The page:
FIG. 3 graphically depicts correlations (change in 2nd harmonic signal amplitude of sensor emissions as a function of temperature) made for elongated sensor elements of three different magnetically soft materials. Here, comparative relative maximum harmonic amplitude values are plotted as a function of temperature. The curve 45 (representing the temperature response for the iron-rich material identified as METGLAS® 2605SC) and curve 46 (representing temperature response for the iron-rich material METGLAS® 2826MB), show a large and linear change in signal amplitude as a function of temperature, while the cobalt-rich alloy METGLAS® 2714a remains relatively insensitive to temperature as it changes (curve 44). The sensor element exposed to a 200 Hz interrogation field and a quasi-static interrogation-biasing field; the latter being swept slowly (either sinusoidally or linearly up and down) while maximum amplitudes of the different higher-order harmonics are identified (preferably, sweeping to find a relative maximum amplitude for each order harmonic of interest) and compared. This can be performed by tracking relative changes in EM emission intensity between different, neighboring, higher-order harmonics.

Referring to ATTACHMENT A hereof as reported, the measured amplitudes of the 2nd and 3rd order harmonics from a sensor element of the invention, plotted as a function of applied dc field at 21° C. (room temperature) and at 75° C. illustrate that the signal amplitudes increase as temperature increases. Further plots of the peak amplitudes of the 2nd, 3rd, and 4th order harmonics as a function of temperature indicate that the temperature response is linear, and the amplitude-temperature slopes vary with harmonic number.

The temperature response of each higher-order harmonic in FIG. 4 of ATTACHMENT A was curve-fit to a function of temperature T with a linear equation. Here, the 2nd and 3rd order harmonics, f2 and f3, are used since they have higher measured signal amplitudes:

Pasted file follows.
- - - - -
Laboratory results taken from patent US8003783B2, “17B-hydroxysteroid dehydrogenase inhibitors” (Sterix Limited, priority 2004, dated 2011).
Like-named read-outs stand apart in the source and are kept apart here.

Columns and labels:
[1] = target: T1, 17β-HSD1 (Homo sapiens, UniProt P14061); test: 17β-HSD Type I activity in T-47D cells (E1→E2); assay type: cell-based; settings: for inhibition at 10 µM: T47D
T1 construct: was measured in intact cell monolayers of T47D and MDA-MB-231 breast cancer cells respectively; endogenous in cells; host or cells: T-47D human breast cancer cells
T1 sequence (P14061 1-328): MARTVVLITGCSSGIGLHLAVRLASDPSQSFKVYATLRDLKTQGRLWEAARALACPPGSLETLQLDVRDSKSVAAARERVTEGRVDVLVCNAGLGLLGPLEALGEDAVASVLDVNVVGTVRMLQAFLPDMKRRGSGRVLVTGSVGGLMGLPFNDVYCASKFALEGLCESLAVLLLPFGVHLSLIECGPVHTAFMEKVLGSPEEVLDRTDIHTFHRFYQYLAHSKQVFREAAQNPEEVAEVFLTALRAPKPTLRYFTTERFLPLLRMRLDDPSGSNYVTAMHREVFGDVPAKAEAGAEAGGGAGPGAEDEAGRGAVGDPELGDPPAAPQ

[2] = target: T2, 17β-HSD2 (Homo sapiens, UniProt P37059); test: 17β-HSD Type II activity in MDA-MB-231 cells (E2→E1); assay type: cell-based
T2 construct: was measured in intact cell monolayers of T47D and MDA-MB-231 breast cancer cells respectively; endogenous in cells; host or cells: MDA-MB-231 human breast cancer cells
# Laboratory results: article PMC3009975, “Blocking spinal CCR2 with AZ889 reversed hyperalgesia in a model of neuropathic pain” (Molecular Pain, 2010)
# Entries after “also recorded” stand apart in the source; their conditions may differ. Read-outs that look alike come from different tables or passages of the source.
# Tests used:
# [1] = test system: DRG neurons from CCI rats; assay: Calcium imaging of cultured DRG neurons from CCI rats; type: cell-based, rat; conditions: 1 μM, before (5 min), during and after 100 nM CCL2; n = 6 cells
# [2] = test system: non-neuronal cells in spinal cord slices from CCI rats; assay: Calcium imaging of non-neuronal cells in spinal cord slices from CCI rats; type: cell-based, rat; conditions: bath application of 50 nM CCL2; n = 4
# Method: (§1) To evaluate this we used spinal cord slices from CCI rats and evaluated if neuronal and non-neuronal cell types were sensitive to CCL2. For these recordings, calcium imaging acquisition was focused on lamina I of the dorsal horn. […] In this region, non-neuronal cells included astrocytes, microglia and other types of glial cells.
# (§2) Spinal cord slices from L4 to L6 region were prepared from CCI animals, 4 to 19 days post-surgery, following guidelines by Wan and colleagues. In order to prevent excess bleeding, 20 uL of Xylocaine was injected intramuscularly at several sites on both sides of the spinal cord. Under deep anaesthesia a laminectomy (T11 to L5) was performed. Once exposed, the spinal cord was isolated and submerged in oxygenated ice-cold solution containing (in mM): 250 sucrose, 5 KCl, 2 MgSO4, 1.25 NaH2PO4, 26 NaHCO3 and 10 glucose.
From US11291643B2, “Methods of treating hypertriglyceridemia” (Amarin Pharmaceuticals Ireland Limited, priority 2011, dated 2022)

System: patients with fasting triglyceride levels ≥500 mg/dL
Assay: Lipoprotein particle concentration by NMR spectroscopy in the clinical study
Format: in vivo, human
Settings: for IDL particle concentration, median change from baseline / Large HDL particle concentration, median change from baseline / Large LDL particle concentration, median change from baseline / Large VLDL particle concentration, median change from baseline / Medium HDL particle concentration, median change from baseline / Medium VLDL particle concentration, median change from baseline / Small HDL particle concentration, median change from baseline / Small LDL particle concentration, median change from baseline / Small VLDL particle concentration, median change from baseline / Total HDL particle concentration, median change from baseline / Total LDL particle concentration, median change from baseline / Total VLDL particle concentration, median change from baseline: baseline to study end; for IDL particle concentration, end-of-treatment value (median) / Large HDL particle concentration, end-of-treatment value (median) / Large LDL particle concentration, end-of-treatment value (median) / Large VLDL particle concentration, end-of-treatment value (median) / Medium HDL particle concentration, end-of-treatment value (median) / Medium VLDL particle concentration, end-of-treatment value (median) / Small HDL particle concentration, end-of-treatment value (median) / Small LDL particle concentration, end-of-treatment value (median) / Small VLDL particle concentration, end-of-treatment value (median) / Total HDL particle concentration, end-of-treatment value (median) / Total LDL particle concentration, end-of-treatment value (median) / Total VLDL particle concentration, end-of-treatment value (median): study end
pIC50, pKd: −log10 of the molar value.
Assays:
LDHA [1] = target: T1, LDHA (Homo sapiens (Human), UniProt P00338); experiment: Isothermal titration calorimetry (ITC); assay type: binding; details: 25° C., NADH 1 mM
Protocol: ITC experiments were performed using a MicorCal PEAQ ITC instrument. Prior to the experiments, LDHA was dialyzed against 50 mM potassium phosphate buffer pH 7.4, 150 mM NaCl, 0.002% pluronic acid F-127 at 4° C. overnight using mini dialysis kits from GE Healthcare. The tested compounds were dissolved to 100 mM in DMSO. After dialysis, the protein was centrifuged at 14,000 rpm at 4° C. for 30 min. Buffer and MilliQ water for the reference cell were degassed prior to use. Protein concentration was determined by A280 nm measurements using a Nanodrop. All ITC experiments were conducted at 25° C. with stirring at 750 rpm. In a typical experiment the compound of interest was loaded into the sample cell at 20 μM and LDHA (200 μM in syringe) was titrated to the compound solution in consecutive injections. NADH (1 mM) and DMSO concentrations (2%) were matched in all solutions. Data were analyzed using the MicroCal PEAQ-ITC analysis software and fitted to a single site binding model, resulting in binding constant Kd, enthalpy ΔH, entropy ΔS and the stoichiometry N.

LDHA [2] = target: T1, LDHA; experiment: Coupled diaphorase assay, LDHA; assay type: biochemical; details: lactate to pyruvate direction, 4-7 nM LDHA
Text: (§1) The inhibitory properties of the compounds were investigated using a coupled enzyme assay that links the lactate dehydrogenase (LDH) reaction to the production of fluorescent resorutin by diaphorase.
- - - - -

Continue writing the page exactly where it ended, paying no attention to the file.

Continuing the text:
f 2=α(Ts 2 +a 2)  (1)

f 3=α(Ts 3 +a 3)  (2)

α is the zero crossing at the y-axis, s is the slope, and α is the scaling factor accounting for sensor location. Notice the same α is used in Eq. (1) and (2) since the location of the sensor has the same effect on all harmonics. The ratio of Eq. (1) to (2) yields: T = f 3 a 2 - f 2 a 3 f 2 s 3 - f 3 s 2 ( 3 )

A temperature calibration measurement is needed to obtain the coefficients S2, S3, a2, and a3; they are independent of sensor location.

For a given measurement the amplitudes of the 2nd and 3rd order harmonics, f2 and f3, are measured, with temperature determined by substituting f2 and f3 and the pre-determined coefficients into Eq. (3). Table 1 of ATTACHMENT A provides a listing of suitable temperature sensor coefficients. Taking the average of additional higher-order harmonic terms can further enhance the accuracy of the temperature measurement so that temperature, T, can be obtained from the expression: T = 1 ( N - 1 ) 2 - N i = 2 N j = 2 N f i a j - f j a i f j s i - f i s j i j ( 4 )

where N is the highest harmonic used for averaging. N can range from 2 to a hundred if an extremely soft magnetic material and a sensitive interrogation system are used.

By way of example only, for purposes of experimental demonstration: three types of ribbons with different alloy composition, Fe81B13.5Si3.5C2 (METGLAS® 2605SC), Fe40Ni38Mo4B18 (METGLAS® 2826MB), and Co65Fe4Ni2Si15B14 (METGLAS® 2714a), were tested. The experimental setup and results of stress, temperature, and chemical/corrosion monitoring follow. Referring, also, to FIG. 2, a sensor 20 of 5.5 cm×3.65 cm×30 mm was excited at 200 Hz by an excitation coil (36-turn, 14 gauge wire, 30 cm radius) connected to a Wavetek® 20 function generator to generate the ac signal, in series with a Kepco® dc power supply used to provide the dc biasing field. A figure-8 pickup coil (400-turn, 40 gauge wire, 15 cm×15 cm total area) co-planar with the interrogation coil was used to monitor the response of the sensor, with the harmonic amplitudes captured using a HP4293B spectrum analyzer 37. A computer 39 was used to automate the experiment.